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Growing up was not easy, as is the case with many.
The only things that got me through the storms were silence, understanding, and art

I learned from a very young age to look at everything through the lens of creativity. That was really the only way for me to have some sort of greater appreciation for my life and life all around me.

Recently I left my job, tried another one and lasted 3 months …something isn’t right with me. My heart and mind are continuously unhappy with the constraints of a 9-5 job. I would much rather work hard and lose sleep over something I have control over and I feel proud of.

Here’s what it comes down to…I keep thinking “I would much rather” so that’s what I’ll do.
I’m going to fill in as many of the “I would much rather” as I can.

Starting with this blog.

Because really, I would much rather write to all of you then sit at a desk arranging someone else’s calendar and life.

I would much rather share my life with those who choose to know about it than those who are forced to listen to it out of sheer obligation, pity, and politeness.

If you’re joining me I hope that you can relate to the things that I write. I hope that it helps you weather your own storms and you come to realizations that will make you take the leap into changing your own life.

After all…wouldn’t you much rather write your own destiny than rely on the universe and others around you?

15 thoughts on “Home

  1. mamamlk

    I’m not happy with most 9-5 jobs either. I’ve tried everything…receptionist, waitress, factory work, dishwasher, bus girl, answering service, gas station, Authorized AT&T sales, Best buy, and now a daycare teacher and other than best buy I didn’t last at any place for longer than a year. I think I’m just got good at working for other. I’d rather work for myself doing something I am passionate about.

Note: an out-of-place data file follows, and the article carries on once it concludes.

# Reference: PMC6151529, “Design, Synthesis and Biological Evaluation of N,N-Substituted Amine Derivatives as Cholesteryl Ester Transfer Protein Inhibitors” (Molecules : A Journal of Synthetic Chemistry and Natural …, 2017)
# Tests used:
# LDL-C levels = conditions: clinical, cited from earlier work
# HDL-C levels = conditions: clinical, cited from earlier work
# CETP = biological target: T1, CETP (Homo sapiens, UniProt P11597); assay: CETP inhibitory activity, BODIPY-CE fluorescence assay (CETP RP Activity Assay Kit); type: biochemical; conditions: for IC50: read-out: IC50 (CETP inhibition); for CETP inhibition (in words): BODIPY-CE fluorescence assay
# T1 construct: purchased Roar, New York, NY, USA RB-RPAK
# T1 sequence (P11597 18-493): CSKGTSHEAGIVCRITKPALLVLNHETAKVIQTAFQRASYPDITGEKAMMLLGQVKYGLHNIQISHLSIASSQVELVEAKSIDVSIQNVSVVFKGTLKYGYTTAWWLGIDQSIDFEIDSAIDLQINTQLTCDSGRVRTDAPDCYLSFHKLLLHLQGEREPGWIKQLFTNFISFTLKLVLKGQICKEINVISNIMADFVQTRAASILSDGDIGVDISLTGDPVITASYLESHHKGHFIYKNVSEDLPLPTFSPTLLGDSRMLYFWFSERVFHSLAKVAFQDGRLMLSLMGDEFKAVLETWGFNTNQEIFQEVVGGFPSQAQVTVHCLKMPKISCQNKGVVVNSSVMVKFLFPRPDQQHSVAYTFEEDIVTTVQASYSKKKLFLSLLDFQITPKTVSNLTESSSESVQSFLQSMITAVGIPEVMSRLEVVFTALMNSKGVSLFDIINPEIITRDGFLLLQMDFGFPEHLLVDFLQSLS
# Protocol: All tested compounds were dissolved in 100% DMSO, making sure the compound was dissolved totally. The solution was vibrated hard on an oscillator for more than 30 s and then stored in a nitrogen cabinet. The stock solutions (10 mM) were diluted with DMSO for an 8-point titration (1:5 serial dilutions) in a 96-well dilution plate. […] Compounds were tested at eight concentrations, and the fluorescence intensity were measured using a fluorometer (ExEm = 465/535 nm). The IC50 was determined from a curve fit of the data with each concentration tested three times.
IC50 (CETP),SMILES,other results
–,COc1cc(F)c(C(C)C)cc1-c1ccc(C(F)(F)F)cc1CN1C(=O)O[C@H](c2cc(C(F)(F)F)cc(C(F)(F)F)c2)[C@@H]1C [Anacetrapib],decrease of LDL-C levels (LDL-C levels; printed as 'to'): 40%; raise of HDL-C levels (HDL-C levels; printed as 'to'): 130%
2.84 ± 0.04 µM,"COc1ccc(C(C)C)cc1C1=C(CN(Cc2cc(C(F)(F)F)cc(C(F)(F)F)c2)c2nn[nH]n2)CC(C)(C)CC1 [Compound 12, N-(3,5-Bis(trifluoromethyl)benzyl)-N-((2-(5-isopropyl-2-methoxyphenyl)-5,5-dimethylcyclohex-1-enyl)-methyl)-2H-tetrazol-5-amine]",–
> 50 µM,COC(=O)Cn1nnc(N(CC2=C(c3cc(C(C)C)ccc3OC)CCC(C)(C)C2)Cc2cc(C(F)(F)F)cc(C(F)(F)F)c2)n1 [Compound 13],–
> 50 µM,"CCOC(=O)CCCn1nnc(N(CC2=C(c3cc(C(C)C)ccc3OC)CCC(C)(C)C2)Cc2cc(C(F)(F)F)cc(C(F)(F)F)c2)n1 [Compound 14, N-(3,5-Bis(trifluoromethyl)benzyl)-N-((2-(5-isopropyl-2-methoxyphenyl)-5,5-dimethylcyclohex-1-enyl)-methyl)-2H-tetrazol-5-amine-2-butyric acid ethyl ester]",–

Sooo….here here!!!

    Reply
      1. mamamlk

        Yes it is!!! Now if only I could convince my hubby to let me quit my day job and pursue photography on a professional level! 🙂

  2. alexandrajcornwell

    I totally agree. The first step is the hardest – after that it is just following one’s journey. On Monday this week I got the official news that I’d been accepted into a new enterprise support course which will give me a certificate qualification in small business management while I write and refine a business plan for my proposed e-publishing and marketing business. That was about 15 minutes and a 100m walk from the post box where I’d just collected a rejection letter from a potential local employer in an industry sector where I have worked for 16 out of the last 20 years before I was retrenched from a senior professional role nearly 5 years ago. Knowing that the door was open for me to take a different path turned that rejection letter into an affirmative and freeing moment! No more applying for jobs that made me feel like I was merely submitting to putting my head back into a noose. Yay!

    Reply
    1. finn.of.fortuna Post author